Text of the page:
Overcoming the Impossible: My Journey Through Schizophrenia
Source: Psychology Today
Psychologist Ronald Bassman, once diagnosed and treated for schizophrennia, brings new hope to patients and families.
The seclusion room was empty except for a mattress covered in blackrubber on the concrete floor. They lowered me onto the mattress andturned me on my side. I fought their grip on my ankles and wrists, butthey were too strong and experienced. I quit struggling and stared atthe wire-encased ceiling light. I couldn’t see the nurse when she camein aid, “Get him ready.” They quickly pulled my pants and underweardown to my knees. I winced at the violent thrust of the needle. I triedto prepare myself to fight the onslaught of the thought-dulling,body-numbing Thorazine.
They waited for the drug to take effect before they stripped me of myclothes. I was left naked in the seclusion room, and no explanationswere given. They did not tell me how long I would stay there.
Three decades have passed since I’ve had any kind of psychiatrictreatment, yet the memories remain. Even after more than 20 years ofwork as a licensed psychologist, the nightmares have not disappeared.The dreams of endless wanderings through gauze-shrouded hospitalcorridors, the disembodied screams, and the smothering restraints andseclusion were not overcome by my successes. Those haunting memoriesonly ended when I was finally able to use all of my experiences, when Iwas able to stop hiding my psychiatric history, and when I could speakpublicly about my own treatment and transformation. Now I understandthe importance of sharing what I learned from living and working onboth sides of the locked door.
I am just one of many who have suffered psychiatric torments from aninadequate and often destructive mental health system. The journey thatbrought me to this place of credibility enables me to offer myexperience not only to those who have the power to bring about change,but also to those who feel powerless and need inspiration. My goodfortune allows me to challenge the prevailing psychiatric model. Whenyou become a mental patient, you are no longer regarded as a wholeperson with an individual mix of strengths and weaknesses.
When I was discharged from the hospital I was told I had an incurabledisease called schizophrenia. The doctor told my family that my chancesof being rehospitalized were very high. is medical orders were directedat my parents, not me, and stated wit an absolute authority thatdiscouraged any challenge. He predicted a lifetime in the back ward ofa state hospital if his orders were not followed.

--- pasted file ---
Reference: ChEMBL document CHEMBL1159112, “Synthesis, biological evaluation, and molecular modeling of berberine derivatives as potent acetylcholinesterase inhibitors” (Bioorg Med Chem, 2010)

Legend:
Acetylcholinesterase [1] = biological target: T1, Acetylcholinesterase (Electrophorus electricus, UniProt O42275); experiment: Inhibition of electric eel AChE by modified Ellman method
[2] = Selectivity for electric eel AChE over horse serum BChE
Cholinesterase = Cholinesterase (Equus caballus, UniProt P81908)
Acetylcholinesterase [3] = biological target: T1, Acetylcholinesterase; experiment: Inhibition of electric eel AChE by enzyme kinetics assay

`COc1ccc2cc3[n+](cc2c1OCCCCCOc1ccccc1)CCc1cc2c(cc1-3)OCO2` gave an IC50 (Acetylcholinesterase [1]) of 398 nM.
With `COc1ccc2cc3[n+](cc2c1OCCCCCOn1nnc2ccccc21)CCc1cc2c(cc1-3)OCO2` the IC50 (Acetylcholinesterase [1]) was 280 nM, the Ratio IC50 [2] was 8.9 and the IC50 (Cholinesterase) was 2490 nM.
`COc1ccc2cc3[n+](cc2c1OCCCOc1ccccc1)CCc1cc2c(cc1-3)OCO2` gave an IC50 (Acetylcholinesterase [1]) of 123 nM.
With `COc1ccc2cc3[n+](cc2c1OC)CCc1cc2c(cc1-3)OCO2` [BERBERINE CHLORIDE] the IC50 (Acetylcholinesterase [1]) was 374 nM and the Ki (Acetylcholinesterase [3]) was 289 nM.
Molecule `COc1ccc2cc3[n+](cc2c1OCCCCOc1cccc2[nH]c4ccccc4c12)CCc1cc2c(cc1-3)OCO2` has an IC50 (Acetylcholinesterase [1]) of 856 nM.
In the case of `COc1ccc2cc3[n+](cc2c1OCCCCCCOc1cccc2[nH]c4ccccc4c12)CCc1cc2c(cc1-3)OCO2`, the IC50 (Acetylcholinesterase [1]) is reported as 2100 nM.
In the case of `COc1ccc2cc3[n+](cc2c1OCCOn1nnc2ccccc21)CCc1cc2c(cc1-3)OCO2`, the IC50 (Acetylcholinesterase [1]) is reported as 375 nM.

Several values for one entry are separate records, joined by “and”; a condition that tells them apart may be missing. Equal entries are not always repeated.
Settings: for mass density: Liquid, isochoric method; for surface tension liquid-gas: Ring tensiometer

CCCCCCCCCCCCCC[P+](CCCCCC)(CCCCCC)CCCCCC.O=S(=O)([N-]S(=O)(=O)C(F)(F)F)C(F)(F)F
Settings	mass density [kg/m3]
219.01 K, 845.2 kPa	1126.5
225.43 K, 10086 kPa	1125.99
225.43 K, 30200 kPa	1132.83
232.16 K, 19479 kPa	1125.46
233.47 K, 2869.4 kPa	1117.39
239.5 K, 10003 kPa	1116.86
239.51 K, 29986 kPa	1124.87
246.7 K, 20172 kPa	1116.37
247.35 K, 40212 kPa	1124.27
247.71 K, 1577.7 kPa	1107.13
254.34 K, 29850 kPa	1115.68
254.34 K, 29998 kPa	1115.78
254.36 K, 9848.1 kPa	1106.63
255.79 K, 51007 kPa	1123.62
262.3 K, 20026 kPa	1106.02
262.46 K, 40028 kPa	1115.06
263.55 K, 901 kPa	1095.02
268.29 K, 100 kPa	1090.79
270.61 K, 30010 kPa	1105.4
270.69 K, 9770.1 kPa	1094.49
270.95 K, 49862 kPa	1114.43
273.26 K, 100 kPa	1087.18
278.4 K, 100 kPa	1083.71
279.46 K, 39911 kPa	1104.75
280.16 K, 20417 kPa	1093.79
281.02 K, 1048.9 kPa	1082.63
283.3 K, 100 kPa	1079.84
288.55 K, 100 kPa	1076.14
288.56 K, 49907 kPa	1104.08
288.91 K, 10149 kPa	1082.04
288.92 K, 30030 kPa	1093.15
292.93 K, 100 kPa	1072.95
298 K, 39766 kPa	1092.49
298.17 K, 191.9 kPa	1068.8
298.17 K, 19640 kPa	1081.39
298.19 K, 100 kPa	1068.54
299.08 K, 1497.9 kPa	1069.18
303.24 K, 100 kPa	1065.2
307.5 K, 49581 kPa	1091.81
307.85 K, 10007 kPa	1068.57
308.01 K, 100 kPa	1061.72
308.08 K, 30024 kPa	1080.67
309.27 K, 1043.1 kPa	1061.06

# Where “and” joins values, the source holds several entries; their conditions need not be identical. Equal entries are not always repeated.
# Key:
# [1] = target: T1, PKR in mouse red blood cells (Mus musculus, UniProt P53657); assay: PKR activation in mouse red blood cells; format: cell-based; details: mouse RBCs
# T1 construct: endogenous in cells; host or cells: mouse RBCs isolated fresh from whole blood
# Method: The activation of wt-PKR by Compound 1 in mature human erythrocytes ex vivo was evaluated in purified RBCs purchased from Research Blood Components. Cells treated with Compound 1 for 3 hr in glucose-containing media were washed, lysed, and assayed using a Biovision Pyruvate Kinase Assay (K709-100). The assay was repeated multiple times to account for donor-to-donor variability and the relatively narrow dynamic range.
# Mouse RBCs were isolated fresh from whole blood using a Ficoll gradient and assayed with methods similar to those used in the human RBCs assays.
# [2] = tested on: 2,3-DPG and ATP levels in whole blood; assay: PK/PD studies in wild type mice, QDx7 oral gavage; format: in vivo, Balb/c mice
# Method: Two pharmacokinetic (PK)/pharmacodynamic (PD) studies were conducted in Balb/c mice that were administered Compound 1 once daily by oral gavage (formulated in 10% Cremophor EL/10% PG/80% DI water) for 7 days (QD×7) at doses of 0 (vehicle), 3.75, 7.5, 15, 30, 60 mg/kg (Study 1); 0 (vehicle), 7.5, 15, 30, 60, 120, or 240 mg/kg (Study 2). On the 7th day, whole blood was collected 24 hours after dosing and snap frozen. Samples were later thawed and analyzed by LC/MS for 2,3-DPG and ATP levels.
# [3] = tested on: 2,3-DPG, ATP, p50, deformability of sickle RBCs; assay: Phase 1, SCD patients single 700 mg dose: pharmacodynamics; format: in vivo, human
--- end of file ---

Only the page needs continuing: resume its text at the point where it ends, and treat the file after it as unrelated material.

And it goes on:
“He will need to take medication for the rest of his life. For now, youneed to bring him to the hospital weekly for outpatient treatment andhe must not see any of his old friends.”
I was devastated.
The hospital doctor put me into a coma five days a week for eight weeksby injecting me with insulin. Those 40 insulin treatments combined withelectroshock blasted huge holes in my memory, parts of which have neverreturned. I ballooned from 140 to 170 pounds; I appeared the clown inclothes that no longer fit. My already damaged self-image had plummetedto an unrecognizable depth, and the heavy doses of Thorazine andStelazine made me feel like I was walking in slow-motion under water.
Was the doctor joking? Not see my old friends? How was I going to facethem and explain what had become of me? Did anyone really think that Iwas capable of making new friends? I was sure that they would havenothing to do with me. But the most disturbing of all the orders was tohear him say that I would never be free of the hospital’s control.
My best friends were once locked up in mental hospitals and foughttheir way back. We are psychiatric survivors. Some believe thatpsychiatric survivors defy the odds. Or maybe we were never reallymentally ill, just misdiagnosed. After all, they say schizophrenia is alifelong disease. Such reasoning makes my peers and me look likeexceptions. Among our large group of closeted ex-patients are lawyers,teachers, mechanics, doctor carpenters, plumbers and psychologists. Weare your neighbors, ministers and friends, living and working in yourcommunities. Many thousands choose not to reveal their past.
People diagnosed with schizophrenia in ThirdWorld countries have higher rates of recovery than those who live inFirst World nations. Why is this?